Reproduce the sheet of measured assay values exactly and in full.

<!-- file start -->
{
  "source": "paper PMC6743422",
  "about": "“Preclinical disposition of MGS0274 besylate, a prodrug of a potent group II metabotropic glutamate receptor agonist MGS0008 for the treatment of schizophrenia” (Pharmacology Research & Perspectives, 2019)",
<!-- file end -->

{
  "source": "paper PMC6743422",
  "about": "“Preclinical disposition of MGS0274 besylate, a prodrug of a potent group II metabotropic glutamate receptor agonist MGS0008 for the treatment of schizophrenia” (Pharmacology Research & Perspectives, 2019)",